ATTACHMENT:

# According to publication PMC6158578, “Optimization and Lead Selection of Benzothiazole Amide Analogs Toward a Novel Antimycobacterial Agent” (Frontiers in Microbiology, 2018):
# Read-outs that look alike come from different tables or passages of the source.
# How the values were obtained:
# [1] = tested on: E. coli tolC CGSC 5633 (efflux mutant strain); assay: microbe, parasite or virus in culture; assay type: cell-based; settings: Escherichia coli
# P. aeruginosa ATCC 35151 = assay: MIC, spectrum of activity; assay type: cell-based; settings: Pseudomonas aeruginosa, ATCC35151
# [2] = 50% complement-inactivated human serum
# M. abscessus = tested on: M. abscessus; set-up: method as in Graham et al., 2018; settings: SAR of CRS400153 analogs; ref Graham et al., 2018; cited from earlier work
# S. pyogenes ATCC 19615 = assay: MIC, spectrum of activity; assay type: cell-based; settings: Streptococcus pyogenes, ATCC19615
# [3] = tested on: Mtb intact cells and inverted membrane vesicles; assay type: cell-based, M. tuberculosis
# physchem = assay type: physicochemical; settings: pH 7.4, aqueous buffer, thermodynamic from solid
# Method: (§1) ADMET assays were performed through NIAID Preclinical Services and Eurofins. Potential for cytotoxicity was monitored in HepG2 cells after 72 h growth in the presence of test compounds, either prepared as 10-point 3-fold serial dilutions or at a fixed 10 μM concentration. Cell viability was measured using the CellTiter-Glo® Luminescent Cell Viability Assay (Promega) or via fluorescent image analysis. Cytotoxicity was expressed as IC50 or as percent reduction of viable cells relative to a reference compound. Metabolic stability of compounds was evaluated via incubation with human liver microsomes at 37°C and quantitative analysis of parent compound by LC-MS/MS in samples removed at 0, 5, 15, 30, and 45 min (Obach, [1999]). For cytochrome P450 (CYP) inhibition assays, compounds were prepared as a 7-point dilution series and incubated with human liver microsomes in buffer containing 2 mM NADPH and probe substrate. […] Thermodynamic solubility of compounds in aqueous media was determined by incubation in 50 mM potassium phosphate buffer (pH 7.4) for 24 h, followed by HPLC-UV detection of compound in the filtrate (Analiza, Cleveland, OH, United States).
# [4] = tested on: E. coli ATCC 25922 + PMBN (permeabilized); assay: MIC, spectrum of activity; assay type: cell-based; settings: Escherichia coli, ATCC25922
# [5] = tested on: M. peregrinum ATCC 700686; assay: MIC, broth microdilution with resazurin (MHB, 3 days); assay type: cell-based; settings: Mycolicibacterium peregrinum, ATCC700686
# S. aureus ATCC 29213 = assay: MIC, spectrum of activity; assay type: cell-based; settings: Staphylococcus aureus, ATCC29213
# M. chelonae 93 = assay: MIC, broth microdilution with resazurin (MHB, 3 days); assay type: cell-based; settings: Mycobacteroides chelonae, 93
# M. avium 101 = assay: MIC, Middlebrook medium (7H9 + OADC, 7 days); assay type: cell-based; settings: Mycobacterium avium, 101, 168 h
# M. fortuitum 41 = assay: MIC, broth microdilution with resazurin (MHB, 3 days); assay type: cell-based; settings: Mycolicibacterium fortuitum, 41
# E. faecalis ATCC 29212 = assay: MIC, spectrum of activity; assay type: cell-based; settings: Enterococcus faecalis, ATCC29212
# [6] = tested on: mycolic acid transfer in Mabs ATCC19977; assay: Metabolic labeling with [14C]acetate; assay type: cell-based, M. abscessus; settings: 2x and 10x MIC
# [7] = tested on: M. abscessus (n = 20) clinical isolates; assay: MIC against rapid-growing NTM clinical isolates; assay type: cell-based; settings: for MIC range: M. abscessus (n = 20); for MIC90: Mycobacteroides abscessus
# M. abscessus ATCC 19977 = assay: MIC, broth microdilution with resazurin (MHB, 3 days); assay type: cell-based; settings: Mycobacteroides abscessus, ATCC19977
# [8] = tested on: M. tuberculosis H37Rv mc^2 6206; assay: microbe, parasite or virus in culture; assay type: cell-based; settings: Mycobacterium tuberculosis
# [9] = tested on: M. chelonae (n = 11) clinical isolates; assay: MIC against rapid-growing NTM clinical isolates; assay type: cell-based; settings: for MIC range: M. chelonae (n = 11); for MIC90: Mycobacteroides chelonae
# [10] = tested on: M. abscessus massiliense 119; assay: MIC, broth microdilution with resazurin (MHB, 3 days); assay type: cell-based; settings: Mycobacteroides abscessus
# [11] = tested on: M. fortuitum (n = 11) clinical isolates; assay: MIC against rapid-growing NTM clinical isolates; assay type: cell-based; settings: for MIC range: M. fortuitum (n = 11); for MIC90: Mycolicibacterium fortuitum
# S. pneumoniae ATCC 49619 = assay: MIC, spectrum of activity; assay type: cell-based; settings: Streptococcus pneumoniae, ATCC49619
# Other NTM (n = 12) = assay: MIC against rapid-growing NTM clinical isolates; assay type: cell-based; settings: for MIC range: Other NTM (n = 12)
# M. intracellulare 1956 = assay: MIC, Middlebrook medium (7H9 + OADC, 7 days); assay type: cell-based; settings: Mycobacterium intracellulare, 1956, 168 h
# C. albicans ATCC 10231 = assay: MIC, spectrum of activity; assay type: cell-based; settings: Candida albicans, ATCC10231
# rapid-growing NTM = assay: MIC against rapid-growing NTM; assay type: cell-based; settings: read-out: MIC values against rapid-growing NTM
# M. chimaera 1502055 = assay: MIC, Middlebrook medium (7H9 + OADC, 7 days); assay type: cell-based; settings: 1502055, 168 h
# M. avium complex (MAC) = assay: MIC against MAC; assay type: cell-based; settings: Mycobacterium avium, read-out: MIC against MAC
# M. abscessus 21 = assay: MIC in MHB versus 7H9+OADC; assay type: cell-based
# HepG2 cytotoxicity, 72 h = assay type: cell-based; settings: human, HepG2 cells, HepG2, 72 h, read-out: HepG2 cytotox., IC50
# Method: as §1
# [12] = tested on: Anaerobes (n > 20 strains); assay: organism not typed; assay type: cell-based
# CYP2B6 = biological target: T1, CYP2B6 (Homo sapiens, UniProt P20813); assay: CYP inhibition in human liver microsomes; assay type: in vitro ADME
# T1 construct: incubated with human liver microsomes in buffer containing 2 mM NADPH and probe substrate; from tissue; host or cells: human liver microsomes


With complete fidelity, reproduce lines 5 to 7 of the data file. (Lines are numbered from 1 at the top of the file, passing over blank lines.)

# P. aeruginosa ATCC 35151 = assay: MIC, spectrum of activity; assay type: cell-based; settings: Pseudomonas aeruginosa, ATCC35151
# [2] = 50% complement-inactivated human serum
# M. abscessus = tested on: M. abscessus; set-up: method as in Graham et al., 2018; settings: SAR of CRS400153 analogs; ref Graham et al., 2018; cited from earlier work